Adaptive learning—in spite of the buzziness of the term—is just a sliver of what it means to add technology to the classroom. BCPS plans to have a digital device—a hybrid laptop/tablet from Hewlett-Packard—for every student by the 2018-2019 school year. The district also created a steering committee to manage and coordinate the progress of eight different “conversions” that all need to happen in lockstep, including new kinds of curricula and the computer networks and teacher training to make it effective. While the goal is to give more control to the students in how they want to learn, adaptive tools had to integrate cleanly with the overall learning management system, so teachers would be able to use them in combination with other digital and non-digital resources to help a specific student. The county also implemented ways that teachers could easily let the entire district know when bugs crop up, or recommend ways to change a program’s user interface to make it easier to use.
If Baltimore County is any guide, providers of adaptive technology products will undergo some big changes as well. The district developed a detailed process for would-be vendors. Baltimore County hired the Center for Research and Reform in Education at Johns Hopkins University to do an extensive evaluation of the STAT initiative. As a part of the assessment, the Center would appraise appraise the effectiveness of the digital instruction tools as well as the changes they bring to teaching. “We’ll sit through the sales presentations, but we know that building credibility in our district means showing our schools and teachers that something actually works,” says Dr. Renard Adams, executive director of performance management and assessment at BCPS.
There was an era in edtech when technologies were difficult to incorporate into classroom practice. We’re going very quickly past that.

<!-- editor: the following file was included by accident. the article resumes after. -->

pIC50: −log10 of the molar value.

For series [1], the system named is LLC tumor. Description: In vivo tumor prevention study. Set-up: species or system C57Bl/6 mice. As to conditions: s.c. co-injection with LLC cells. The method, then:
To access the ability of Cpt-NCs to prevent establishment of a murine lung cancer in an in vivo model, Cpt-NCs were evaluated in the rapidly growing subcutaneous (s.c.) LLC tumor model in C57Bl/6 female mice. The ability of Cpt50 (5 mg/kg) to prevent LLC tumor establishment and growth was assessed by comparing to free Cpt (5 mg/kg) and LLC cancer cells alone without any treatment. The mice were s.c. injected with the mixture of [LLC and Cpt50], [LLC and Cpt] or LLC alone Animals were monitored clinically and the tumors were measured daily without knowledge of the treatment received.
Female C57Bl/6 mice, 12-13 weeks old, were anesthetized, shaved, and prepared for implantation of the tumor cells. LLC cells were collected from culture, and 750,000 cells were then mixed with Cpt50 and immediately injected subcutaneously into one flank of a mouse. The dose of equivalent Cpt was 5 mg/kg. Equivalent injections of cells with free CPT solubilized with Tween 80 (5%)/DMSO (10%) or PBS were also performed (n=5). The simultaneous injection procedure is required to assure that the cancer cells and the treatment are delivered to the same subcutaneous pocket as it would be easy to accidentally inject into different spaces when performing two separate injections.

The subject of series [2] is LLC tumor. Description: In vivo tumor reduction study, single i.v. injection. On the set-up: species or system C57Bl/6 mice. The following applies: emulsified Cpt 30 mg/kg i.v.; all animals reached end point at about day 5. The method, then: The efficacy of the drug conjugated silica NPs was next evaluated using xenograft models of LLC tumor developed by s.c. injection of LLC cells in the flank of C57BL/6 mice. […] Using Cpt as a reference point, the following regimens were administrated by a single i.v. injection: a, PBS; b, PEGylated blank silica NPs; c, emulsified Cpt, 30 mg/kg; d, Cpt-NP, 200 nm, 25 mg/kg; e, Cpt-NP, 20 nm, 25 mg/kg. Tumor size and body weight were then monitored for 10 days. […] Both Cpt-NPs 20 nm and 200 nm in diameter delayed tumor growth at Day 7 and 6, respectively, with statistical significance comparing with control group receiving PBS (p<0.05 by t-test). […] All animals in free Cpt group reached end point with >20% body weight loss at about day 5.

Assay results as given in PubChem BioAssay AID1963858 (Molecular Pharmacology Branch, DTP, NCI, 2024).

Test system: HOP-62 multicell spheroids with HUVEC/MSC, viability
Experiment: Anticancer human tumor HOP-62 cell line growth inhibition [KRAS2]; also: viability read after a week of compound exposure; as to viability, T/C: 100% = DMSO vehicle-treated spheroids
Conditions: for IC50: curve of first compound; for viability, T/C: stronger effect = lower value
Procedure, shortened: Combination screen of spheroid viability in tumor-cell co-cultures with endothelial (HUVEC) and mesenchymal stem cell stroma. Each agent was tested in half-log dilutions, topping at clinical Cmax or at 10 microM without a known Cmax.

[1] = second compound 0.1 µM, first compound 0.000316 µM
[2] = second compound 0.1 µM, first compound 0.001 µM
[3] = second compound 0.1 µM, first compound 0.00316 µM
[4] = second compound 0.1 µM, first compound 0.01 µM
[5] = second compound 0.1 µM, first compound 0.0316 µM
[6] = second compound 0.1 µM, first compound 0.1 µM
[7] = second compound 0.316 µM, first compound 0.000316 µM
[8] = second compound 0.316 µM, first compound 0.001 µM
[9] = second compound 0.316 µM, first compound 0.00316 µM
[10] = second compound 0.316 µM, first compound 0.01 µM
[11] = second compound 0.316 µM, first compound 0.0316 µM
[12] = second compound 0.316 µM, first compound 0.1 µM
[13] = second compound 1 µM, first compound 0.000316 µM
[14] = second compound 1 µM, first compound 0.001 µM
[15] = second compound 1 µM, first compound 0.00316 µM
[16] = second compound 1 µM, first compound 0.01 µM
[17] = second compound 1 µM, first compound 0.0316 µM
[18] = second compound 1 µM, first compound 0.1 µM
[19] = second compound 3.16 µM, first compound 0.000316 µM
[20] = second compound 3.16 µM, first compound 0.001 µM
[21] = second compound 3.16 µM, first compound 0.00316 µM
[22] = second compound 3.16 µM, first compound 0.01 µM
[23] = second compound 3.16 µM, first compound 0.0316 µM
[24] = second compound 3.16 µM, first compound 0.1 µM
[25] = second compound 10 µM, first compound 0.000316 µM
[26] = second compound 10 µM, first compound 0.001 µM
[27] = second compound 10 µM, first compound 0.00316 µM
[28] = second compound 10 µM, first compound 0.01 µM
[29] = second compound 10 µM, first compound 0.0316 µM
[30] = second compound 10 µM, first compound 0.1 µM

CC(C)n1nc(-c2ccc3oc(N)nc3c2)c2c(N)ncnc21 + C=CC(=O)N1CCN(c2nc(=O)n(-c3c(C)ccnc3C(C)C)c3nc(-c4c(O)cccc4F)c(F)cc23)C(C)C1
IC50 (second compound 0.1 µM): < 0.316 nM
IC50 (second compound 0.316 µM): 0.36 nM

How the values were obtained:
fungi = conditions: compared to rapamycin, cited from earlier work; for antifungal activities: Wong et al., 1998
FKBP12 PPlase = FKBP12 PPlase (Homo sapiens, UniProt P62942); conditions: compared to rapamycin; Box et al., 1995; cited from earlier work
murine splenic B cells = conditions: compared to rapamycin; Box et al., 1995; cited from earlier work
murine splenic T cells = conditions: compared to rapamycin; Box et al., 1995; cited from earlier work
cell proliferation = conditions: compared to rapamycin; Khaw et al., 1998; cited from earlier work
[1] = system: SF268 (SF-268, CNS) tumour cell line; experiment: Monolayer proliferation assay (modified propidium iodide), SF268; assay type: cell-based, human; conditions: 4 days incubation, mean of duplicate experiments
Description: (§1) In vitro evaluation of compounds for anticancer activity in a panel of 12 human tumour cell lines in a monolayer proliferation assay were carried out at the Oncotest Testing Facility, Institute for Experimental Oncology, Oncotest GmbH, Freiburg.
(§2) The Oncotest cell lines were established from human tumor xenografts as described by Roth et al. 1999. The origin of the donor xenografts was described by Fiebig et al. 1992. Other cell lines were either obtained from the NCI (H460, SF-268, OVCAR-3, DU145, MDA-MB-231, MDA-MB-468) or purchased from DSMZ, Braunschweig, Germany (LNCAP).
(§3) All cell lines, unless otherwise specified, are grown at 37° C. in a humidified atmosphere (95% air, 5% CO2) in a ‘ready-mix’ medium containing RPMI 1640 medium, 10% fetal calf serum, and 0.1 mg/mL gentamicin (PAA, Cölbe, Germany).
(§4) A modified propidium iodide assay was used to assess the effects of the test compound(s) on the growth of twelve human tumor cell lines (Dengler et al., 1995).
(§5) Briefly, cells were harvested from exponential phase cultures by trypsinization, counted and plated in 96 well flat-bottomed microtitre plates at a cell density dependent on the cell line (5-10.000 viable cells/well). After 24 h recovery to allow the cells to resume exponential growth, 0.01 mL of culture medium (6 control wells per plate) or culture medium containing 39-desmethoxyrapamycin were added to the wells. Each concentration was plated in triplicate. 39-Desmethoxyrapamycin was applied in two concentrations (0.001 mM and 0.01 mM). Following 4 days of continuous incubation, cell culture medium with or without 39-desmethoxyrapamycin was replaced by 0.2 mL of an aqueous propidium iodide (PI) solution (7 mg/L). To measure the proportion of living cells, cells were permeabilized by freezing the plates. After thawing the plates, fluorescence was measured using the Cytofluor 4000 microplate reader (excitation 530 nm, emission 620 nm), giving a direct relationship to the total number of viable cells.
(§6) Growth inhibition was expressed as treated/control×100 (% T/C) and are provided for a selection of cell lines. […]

That was just the start. Big established players wanted the district to buy their full suites of tools and courseware, “but we wanted to take an ‘iTunes’ approach. We didn’t want to buy the whole album—just the songs we wanted. That blew their minds,” says Jeanne Imbriale, director of enterprise applications in the BCPS IT department. Many smaller companies couldn’t—or wouldn’t—meet the district’s demand for extra staffing of support desks in the peak hours before and after lunch-time, or to have staffers on call after hours and on weekends, when many teachers are going through the data collected on student activity. “There was a lot of inflexibility on what many of the companies would and would not do,” says Byers.
DreamBox is one of the companies that ran that gauntlet. It agreed to provide extra support and tweaked its licensing model. Rather than sell products on a per-grade basis, it agreed to a more flexible approach. After all, the point of adaptive learning is that every student can progress at his or her own pace. “We may have first graders and fifth graders who all need access to third-grade curriculum,” says Byers.
DreamBox CEO Jessie Woolley-Wilson confirms that the company made these modifications and others to boot. Since the company first started selling to schools in 2011, it has added more and more features as teachers have accustomed themselves to the program and aligned their instruction with it. “Now we call it an ‘intelligent adaptive platform,’” Woolley-Wilson says, emphasizing that teachers can use DreamBox to create their own lesson plans. “There was an era in edtech when technologies were difficult to incorporate into classroom practice. We’re going very quickly past that.’”